You won't believe how much
money there is in poo!
OK, I know this isn't for
everyone. It sure isn't for me, but for the right person, there is
money to be made cleaning up pet poo. True, this isn't exactly a
hobby- or maybe it is- but the point is, if you are looking for an
additional income and you have a strong stomach, this is worth
Here's the story: People have pets. Pets make poo.
The pet poo must be cleaned up. If given the option, some people are
happy to pay someone else to clean up the poo. That someone could be
Our local paper ran a story about a very imaginative man who is making
a good living (think $50,000 + ) cleaning up after other people's
pets. He charges $29.00 to clean the waste of one pet, with an
additional $9.00 for each additional pet. He also cleans litter
boxes for $15.00. He works 8 hours a day, 5 days a week, and
averages a bit less than $40.00 from each client. Do the math and
you can see that he has tapped into a very lucrative market.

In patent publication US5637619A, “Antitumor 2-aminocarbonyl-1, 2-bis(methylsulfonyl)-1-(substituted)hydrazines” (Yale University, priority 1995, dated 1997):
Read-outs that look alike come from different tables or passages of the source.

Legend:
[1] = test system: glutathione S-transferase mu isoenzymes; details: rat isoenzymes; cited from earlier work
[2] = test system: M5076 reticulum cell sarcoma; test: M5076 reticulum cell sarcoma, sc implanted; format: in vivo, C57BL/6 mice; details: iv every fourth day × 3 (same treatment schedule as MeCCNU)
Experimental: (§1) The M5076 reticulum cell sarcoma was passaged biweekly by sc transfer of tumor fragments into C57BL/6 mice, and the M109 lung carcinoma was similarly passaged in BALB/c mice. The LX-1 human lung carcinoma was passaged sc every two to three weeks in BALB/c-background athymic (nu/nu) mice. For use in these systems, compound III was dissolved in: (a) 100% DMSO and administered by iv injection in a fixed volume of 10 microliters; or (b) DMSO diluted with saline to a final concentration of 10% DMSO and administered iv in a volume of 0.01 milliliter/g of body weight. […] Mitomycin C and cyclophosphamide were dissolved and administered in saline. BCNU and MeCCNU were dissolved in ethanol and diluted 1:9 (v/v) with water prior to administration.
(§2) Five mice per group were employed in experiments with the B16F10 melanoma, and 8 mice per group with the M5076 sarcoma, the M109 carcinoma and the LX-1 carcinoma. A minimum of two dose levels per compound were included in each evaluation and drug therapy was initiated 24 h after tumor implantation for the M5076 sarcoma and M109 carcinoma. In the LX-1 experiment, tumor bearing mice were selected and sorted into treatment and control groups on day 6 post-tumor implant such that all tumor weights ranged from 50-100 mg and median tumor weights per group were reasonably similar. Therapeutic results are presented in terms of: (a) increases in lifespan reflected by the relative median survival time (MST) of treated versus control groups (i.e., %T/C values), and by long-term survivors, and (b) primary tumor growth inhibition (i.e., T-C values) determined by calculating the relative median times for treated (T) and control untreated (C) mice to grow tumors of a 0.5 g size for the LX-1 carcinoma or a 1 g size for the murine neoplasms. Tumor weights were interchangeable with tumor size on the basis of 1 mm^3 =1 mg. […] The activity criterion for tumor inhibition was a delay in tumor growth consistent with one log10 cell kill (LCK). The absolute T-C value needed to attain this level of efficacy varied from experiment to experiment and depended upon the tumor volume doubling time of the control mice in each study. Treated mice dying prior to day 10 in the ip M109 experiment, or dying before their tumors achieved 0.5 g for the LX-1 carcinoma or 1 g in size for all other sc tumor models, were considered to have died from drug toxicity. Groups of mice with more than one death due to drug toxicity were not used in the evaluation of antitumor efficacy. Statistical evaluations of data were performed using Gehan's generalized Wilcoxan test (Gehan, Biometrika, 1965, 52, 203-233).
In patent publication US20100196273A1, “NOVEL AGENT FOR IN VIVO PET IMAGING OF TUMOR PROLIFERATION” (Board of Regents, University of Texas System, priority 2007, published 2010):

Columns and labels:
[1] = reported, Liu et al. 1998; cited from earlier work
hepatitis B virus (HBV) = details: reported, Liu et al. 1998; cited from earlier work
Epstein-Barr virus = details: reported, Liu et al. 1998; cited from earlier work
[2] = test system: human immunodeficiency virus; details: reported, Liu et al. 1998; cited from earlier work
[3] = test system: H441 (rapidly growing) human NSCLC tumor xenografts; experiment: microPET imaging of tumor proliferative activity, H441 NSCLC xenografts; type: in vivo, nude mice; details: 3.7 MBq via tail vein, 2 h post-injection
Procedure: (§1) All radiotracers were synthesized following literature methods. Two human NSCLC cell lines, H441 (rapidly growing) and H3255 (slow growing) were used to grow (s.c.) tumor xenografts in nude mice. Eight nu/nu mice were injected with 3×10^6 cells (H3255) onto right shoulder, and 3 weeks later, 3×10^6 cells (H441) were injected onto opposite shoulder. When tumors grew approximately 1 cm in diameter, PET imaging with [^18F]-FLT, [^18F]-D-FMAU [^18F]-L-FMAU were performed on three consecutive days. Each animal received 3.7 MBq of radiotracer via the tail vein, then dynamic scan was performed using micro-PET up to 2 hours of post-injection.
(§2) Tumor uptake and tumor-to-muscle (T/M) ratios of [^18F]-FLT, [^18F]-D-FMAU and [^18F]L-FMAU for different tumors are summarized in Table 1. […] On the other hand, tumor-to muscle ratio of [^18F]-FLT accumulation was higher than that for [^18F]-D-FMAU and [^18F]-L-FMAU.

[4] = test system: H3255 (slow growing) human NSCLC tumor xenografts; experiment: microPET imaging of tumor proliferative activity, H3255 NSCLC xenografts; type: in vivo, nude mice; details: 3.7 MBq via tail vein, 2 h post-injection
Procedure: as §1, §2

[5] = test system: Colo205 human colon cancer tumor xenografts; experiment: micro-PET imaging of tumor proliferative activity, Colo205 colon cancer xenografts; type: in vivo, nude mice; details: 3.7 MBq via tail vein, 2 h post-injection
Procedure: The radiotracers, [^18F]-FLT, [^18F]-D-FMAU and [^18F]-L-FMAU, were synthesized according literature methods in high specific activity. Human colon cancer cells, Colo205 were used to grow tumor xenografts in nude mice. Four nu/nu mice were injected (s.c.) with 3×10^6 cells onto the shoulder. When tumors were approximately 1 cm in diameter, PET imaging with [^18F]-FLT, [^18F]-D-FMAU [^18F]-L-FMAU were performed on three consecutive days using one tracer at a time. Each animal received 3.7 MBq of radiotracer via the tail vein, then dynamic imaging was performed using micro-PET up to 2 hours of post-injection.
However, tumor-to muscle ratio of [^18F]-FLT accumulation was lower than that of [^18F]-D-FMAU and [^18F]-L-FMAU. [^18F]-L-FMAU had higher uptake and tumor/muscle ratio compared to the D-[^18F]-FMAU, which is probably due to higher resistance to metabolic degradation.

Of course, success depends upon your community. You may live in
an area where people would not dream of paying for this service.
You won't know until you advertise a bit. Flyers left at
veterinarians or pet stores, notices on bulletin boards, perhaps a
cleverly worded classified ad- for a modest initial cost, you could be
The gentleman in our story approaches his work in a business-like
manner. He wears long sleeved shirts, long pants and sturdy
shoes. His work supplies include small rakes and shovels, plastic
bags, paper towels, and a concentrated pet spot cleaner. He also
provides the liners for cat boxes, although he does not provide clean
litter. He schedules his work route to minimize driving as much
as possible, and it takes him an average of less than an hour to do a
clean-up and travel to his next client. He did a little
advertising at first but his client list grew mainly by word of mouth.
Do you see the potential here? I live in an area with a large
community of retired folks, many of whom are delighted to pay for this
particular service. You may not live near a retirement community,
but consider working families with tight schedules. They might
jump at the chance to trade dollars for a regularly cleaned yard and
more free time. Apartment dwellers with cats? How about
cleaning bird cages?
Like I said before, this particular "hobby" is not for everyone. But for the right person, there's money in pet poo.